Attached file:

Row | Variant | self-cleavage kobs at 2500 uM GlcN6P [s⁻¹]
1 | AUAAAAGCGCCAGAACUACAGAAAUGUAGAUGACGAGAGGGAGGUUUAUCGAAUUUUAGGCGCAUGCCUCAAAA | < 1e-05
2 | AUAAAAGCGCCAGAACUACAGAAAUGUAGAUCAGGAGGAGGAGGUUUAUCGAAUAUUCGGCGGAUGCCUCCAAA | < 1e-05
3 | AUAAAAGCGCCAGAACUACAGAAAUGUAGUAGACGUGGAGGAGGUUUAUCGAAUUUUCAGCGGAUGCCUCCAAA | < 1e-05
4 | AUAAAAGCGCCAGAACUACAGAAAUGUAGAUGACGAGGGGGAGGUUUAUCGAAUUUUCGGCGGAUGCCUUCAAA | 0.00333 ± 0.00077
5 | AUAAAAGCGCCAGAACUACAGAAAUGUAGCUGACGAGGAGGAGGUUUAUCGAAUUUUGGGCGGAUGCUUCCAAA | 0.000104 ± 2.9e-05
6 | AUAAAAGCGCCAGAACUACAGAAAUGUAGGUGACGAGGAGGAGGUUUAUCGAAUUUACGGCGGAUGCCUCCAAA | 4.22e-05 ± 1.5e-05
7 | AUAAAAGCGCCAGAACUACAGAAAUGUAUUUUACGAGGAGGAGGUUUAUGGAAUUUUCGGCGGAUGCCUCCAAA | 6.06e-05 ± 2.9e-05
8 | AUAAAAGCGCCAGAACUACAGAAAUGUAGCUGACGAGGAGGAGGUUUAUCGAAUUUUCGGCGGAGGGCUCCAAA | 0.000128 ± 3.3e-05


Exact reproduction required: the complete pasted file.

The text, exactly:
Row | Variant | self-cleavage kobs at 2500 uM GlcN6P [s⁻¹]
1 | AUAAAAGCGCCAGAACUACAGAAAUGUAGAUGACGAGAGGGAGGUUUAUCGAAUUUUAGGCGCAUGCCUCAAAA | < 1e-05
2 | AUAAAAGCGCCAGAACUACAGAAAUGUAGAUCAGGAGGAGGAGGUUUAUCGAAUAUUCGGCGGAUGCCUCCAAA | < 1e-05
3 | AUAAAAGCGCCAGAACUACAGAAAUGUAGUAGACGUGGAGGAGGUUUAUCGAAUUUUCAGCGGAUGCCUCCAAA | < 1e-05
4 | AUAAAAGCGCCAGAACUACAGAAAUGUAGAUGACGAGGGGGAGGUUUAUCGAAUUUUCGGCGGAUGCCUUCAAA | 0.00333 ± 0.00077
5 | AUAAAAGCGCCAGAACUACAGAAAUGUAGCUGACGAGGAGGAGGUUUAUCGAAUUUUGGGCGGAUGCUUCCAAA | 0.000104 ± 2.9e-05
6 | AUAAAAGCGCCAGAACUACAGAAAUGUAGGUGACGAGGAGGAGGUUUAUCGAAUUUACGGCGGAUGCCUCCAAA | 4.22e-05 ± 1.5e-05
7 | AUAAAAGCGCCAGAACUACAGAAAUGUAUUUUACGAGGAGGAGGUUUAUGGAAUUUUCGGCGGAUGCCUCCAAA | 6.06e-05 ± 2.9e-05
8 | AUAAAAGCGCCAGAACUACAGAAAUGUAGCUGACGAGGAGGAGGUUUAUCGAAUUUUCGGCGGAGGGCUCCAAA | 0.000128 ± 3.3e-05